But Mammy at least is allowed to create some semblance of autonomy – Prissy, the only other major black female character in the film has none. Not only that, but she is written with some of the most appalling stereotypes of the shiftless, dimwitted, flighty pickaninny ever seen on screen. Prissy is wiry and high strung, and shouts her lines in an airy whiny cry. In her most iconic scene, she’s struck by Scarlett for lying about being able to deliver babies, simpering that she doesn’t know “nuthin’ bout birthin’ babies.” And when she’s given the task of getting help for a sick Melanie, she strolls back home, sauntering and singing to herself, either too stupid or too callous to care.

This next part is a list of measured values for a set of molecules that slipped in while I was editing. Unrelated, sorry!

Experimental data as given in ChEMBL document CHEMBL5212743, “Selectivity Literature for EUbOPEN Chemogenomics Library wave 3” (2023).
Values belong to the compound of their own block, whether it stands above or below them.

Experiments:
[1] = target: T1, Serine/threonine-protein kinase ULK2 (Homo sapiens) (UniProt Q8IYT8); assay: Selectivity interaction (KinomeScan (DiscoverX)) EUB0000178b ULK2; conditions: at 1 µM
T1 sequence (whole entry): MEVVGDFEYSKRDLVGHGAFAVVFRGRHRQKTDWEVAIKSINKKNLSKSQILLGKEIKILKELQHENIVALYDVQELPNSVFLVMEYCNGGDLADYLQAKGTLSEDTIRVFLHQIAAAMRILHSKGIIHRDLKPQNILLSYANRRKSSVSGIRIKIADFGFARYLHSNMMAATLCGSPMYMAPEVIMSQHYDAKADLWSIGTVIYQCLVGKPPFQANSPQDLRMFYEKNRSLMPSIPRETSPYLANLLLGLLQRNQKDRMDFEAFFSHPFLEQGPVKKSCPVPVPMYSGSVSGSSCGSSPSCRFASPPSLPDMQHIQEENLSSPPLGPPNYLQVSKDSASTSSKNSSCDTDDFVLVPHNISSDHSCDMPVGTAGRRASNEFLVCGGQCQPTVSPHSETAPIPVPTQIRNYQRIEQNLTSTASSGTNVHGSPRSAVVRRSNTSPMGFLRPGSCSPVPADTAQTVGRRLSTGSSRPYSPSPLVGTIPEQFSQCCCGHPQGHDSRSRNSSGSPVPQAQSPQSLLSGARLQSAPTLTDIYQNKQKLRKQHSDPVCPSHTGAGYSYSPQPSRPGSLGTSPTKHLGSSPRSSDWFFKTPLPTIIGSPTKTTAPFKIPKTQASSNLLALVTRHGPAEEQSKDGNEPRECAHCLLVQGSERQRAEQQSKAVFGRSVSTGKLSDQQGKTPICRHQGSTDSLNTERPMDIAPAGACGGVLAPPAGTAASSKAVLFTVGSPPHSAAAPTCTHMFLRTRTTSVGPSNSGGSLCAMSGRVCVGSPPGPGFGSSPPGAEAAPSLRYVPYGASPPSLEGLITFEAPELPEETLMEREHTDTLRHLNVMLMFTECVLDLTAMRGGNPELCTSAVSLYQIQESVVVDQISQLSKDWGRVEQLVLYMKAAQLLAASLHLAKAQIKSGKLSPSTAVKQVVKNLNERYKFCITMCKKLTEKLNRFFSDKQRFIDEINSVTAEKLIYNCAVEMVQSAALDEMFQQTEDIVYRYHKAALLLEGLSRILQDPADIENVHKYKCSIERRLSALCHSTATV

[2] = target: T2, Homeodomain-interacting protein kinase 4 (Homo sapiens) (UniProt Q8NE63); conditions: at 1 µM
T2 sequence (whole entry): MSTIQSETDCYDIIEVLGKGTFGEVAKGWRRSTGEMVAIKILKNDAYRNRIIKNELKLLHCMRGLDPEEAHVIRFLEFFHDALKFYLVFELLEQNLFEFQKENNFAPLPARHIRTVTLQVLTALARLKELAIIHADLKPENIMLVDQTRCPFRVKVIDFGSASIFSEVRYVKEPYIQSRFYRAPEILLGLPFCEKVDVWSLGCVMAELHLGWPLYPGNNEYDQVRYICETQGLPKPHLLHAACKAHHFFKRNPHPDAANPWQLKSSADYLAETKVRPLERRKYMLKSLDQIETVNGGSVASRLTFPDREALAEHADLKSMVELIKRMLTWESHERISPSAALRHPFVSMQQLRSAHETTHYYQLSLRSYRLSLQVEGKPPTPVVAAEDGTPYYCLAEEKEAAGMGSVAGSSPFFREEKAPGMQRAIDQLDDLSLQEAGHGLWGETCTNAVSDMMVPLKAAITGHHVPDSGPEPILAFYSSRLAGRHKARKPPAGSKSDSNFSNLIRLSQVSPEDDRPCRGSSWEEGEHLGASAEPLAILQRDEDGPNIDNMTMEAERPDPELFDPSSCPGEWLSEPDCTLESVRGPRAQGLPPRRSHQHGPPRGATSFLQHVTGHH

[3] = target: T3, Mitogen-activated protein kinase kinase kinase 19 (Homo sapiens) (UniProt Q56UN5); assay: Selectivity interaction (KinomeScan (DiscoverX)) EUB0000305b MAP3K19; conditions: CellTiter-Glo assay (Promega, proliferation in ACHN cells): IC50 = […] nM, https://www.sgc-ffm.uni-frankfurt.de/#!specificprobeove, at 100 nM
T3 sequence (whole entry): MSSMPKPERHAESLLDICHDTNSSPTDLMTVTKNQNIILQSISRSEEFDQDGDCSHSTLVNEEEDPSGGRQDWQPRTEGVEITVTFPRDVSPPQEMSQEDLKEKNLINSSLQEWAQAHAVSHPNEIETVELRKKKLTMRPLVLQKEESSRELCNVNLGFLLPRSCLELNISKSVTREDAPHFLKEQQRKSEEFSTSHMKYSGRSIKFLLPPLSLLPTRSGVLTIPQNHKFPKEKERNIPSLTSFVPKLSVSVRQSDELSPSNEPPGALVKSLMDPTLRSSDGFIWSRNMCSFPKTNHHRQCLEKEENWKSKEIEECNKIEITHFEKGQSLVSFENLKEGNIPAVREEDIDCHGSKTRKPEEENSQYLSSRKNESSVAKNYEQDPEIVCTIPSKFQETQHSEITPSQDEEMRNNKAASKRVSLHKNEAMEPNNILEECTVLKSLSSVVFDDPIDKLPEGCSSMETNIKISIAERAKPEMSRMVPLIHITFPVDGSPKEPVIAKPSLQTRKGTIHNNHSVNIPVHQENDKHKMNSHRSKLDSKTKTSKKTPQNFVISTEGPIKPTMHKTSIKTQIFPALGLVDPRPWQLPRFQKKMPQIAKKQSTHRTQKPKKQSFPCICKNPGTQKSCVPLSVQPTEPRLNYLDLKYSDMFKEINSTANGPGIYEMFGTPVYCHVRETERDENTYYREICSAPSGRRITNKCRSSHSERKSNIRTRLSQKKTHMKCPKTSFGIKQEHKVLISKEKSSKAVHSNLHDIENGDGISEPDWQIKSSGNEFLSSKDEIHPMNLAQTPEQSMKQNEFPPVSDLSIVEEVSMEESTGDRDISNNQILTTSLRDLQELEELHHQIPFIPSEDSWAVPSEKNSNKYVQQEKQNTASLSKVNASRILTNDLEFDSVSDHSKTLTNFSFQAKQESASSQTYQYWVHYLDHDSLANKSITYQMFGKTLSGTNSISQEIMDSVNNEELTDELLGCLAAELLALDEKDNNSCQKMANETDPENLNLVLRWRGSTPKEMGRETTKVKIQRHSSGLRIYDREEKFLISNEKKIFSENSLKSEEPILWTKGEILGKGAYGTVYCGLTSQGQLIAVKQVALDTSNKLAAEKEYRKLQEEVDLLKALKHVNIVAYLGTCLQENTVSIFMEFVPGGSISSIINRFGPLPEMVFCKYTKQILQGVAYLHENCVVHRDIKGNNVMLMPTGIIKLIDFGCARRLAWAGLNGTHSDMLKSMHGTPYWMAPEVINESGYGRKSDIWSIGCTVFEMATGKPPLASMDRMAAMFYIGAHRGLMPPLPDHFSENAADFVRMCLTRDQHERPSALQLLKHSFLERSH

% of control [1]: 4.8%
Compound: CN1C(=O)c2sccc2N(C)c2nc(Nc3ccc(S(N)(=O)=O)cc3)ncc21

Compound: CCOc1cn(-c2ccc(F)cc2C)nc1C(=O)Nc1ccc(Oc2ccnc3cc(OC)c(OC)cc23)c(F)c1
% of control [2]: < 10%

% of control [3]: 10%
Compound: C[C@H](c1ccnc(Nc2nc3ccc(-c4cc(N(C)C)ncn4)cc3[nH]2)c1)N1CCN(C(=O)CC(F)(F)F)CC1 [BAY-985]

But seeing the black characters in troublesome characterizations should not come as a surprise. There is a definite attempt by the film to reassemble how we look at slavery and the Civil War. In the book, Mitchell goes to great lengths to portray the black characters as either incredibly inept and dense, or unfailingly loyal to their masters, not interested in all in their freedom. Of course, the slaves in the world of Gone with the Wind are treated remarkably well, considering that in reality, slaves were beaten, killed, raped, and cruelly separated from their families through the slave trade. In the genteel world of Gone with the Wind, Mammy can huff and puff and admonish Scarlett for not being lady-like, and not suffer any consequence. And Prissy’s infraction would undoubtedly warrant more than just a slap across the face. Also in Mitchell’s writing, Scarlett has a weary attitude toward the oncoming abolishionism, thinking ruefully on more than one occasion that if the Northerners were so keen on freeing the slaves, they were welcome to them.